Amidst increasing demand from investors to generate extra revenues, the global securities finance industry is steadily moving away from a standard agent lender model and towards a greater diversity of approaches. The trend towards non-traditional securities finance models reflects heavier balance sheet constraints on the bank-owned agent lenders that have traditionally played a central role in the market. As a result, market participants are seeking more capital-efficient ways of conducting securities loans. Meanwhile, actors along the lending and borrowing chain are demanding better and more granular information to inform their decision-making.
Demand to lend meets capacity constraints
Asset owners are increasingly keen to lend their securities. According to IHS Markit, inventories of equities available for loans reached over US$11 trillion in late February 2017, up 21 percent from a year earlier.
“Beneficial owners, whether that be pension funds, sovereign wealth funds, mutual funds or insurance companies, are very keen to identify additional sources of revenue to improve alpha and offset costs, which are rising,” says Paul Wilson, Global Head of Agent Lending Product and Portfolio Advisory at J.P. Morgan.
“There’s a compression of management fees in the asset management business,” notes Simon Colvin, vice president at IHS Markit.
“Even though the inventories of securities available for lending are at an all-time high, the profitability of lending is holding up because revenues are still growing faster than inventories,” Colvin adds.
According to Keith Haberlin, global head of securities lending at Brown Brothers Harriman, a broadening range of funds is now interested in generating incremental returns through lending. Traditionally, low-fee, low-turnover funds like index funds and ETFs have been a major source of the securities available for loans.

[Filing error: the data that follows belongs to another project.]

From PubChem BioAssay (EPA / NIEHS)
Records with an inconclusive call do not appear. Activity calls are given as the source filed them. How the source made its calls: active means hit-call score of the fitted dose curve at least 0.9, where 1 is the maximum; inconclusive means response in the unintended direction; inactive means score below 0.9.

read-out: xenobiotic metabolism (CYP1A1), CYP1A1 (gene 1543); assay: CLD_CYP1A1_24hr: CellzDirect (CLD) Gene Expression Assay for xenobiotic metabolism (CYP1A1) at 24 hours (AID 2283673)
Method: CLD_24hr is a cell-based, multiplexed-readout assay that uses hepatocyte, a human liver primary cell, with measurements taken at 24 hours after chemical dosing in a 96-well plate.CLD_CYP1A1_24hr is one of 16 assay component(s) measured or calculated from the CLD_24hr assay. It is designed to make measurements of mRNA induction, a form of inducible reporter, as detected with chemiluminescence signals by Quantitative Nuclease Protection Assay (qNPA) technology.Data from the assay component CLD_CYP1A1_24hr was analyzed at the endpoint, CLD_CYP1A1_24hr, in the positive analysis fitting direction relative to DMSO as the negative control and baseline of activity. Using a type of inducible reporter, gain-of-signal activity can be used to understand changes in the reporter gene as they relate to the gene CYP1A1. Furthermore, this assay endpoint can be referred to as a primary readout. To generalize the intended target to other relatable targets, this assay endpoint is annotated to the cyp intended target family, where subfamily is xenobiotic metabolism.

“The ongoing shift from active to passive funds is a big tailwind for securities lending, since it’s an integral part of the low-cost asset management model,” says Haberlin.
“In the US ETF market, 85% of ETFs with annual total expense ratios below 0.5% engage in lending. But this is now prompting active equity managers to take a closer look at securities lending as well.”
According to DataLend, global securities lending revenues exceeded US$9 billion during 2016, with over half of the total generated in North America.
But rising willingness to lend does not by itself generate increased demand from borrowers. And there appears to be some sand in the cogs of the market. IHS Markit’s data show a falling securities lending utilisation rate over the last year, with only 8.4 percent of equity inventories being taken up by borrowers in late February 2017, down from over 11 percent a year earlier.
According to Bill Kelly, head of securities finance client relationship management and business development at BNY Mellon, several factors are at play in explaining the slower take-up of loans.
“The securities lending market faces reduced capacity from borrowers, an effect both of new regulations and capital charges on agent lenders, as well as a general trend towards deleveraging,” says Kelly.
For example, under the incoming Basel III capital and liquidity framework for banks, new balance sheet costs are being imposed on agent lenders offering indemnification to beneficial owners. This indemnification covers clients against potential losses from the default of a counterparty in a securities lending trade.